In a Western culture that accepts sin as personal preference and dismisses moral truth-claims as ideology or bigotry, modern man needs an arresting, visceral depiction of evil that can shock everyone into agreeing, “This is wrong.” For O’Connor, the logical extreme of godlessness is a pervert with a fetish for artificial body parts. As the Misfit, a serial killer in her story “A Good Man is Hard to Find,” says: “it’s nothing for you to do but enjoy the few minutes you got left the best way you can—by killing somebody or burning down his house or doing some other meanness to him. No pleasure but meanness….”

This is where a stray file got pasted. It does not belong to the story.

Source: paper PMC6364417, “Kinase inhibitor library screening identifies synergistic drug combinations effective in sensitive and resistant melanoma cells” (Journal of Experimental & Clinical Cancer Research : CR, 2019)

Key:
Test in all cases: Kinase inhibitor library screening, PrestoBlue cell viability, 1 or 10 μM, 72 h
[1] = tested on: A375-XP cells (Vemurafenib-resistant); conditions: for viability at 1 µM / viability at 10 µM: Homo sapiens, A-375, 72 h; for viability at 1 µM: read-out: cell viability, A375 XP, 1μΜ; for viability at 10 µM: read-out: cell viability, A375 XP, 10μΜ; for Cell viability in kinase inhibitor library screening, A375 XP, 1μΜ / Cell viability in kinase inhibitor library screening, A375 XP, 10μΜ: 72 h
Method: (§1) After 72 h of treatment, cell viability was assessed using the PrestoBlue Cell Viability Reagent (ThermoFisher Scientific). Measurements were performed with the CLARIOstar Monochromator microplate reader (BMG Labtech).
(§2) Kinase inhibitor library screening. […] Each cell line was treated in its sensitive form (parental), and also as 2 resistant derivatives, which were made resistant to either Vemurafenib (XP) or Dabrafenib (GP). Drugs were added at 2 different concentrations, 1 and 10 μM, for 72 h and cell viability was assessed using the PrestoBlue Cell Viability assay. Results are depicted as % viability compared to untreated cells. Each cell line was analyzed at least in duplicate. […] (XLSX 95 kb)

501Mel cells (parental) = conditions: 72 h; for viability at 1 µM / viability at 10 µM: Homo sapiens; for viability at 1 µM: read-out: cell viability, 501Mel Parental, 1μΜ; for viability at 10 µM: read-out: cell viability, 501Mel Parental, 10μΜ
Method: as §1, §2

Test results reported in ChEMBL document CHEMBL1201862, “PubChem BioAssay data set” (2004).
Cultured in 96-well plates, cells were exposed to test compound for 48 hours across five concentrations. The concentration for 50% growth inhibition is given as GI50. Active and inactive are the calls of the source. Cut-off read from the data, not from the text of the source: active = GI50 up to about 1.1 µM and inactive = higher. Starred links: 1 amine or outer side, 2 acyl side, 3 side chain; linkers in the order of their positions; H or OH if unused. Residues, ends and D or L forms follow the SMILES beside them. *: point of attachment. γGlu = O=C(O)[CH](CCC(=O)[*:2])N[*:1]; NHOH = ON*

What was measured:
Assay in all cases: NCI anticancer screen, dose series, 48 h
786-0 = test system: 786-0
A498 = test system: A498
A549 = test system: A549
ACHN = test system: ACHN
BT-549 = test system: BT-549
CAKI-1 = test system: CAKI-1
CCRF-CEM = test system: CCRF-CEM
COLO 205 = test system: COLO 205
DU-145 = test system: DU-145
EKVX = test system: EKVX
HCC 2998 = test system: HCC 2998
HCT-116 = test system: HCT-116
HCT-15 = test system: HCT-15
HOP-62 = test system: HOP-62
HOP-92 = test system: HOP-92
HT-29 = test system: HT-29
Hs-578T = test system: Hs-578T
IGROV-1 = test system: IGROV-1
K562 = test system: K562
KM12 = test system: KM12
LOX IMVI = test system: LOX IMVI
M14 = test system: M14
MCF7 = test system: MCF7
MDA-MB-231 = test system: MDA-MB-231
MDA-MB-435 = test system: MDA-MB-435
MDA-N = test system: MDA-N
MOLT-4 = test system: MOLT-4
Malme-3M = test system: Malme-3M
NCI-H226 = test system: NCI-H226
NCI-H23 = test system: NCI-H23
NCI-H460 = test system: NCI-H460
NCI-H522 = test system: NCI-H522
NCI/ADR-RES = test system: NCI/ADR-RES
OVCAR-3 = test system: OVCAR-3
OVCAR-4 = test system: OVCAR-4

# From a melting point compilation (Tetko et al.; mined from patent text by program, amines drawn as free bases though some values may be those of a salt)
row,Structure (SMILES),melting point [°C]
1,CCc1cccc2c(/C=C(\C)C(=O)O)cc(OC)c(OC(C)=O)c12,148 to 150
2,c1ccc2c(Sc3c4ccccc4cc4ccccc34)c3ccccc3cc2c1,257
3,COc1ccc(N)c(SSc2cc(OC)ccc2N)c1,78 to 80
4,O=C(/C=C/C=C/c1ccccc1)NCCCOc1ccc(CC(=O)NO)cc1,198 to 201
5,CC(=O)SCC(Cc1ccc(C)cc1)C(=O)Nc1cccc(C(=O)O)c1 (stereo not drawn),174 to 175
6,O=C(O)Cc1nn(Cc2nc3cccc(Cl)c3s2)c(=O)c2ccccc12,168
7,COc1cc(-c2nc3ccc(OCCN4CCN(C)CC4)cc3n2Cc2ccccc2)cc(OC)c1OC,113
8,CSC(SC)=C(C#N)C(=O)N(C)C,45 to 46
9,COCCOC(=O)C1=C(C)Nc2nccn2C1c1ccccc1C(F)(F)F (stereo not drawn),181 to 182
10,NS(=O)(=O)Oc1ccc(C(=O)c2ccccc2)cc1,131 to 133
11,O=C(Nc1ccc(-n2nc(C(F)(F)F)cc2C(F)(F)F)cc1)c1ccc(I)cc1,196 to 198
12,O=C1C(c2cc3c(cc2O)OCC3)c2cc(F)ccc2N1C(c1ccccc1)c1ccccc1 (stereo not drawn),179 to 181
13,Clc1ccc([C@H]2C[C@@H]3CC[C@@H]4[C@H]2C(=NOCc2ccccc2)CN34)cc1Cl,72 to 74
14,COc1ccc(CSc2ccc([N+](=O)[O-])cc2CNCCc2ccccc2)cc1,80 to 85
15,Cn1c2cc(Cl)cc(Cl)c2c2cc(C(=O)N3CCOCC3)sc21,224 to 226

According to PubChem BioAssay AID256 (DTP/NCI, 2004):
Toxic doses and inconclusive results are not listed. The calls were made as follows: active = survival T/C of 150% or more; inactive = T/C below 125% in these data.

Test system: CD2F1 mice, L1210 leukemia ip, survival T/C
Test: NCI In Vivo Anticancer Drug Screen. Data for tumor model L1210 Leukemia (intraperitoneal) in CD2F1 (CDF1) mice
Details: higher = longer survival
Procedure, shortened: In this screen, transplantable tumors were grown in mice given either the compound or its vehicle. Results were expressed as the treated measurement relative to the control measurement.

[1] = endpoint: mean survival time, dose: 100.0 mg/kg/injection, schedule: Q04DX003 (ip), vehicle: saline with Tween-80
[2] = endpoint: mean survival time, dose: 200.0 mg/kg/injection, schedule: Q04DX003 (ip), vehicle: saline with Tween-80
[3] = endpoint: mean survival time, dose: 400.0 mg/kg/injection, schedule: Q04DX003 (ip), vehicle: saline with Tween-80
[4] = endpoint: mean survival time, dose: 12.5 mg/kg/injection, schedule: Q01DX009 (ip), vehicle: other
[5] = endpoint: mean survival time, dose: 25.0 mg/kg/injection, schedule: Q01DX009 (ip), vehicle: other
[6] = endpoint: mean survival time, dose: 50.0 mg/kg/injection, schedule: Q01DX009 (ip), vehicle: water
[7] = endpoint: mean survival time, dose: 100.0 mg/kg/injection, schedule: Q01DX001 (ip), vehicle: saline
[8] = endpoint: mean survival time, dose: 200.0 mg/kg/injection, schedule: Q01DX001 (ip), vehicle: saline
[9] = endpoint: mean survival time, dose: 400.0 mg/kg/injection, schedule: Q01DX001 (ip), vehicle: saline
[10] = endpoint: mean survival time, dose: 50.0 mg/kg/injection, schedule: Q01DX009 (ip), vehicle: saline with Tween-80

But we can see a deeper truth behind O’Connor’s terrific fictional violence: she wants to show us the way that Divine Providence can bring good even out of terrible evil. To many of us, the problem of evil remains perhaps the most compelling argument against the existence of a loving and all-powerful God; but O’Connor answers this by showing how God incorporates the violent sins of men into His plan. In O’Connor’s novel Wise Blood, Hazel Motes, an atheist preacher of the “Church without Christ” runs over a rival prophet named Solace Layfield with his car. Although Layfield was only pretending to be a prophet to make money on street corners, he is forced to confront the ultimate things when he gets murdered by Motes. In his last moments, dying in a pool of his own blood, he confesses his sins and calls out the name of Jesus. Just minutes after working as a false prophet for three dollars a night, Layfield receives one of O’Connor’s famous wake-up calls and finally responds to grace. Little wonder, then, that she named him “Solace.”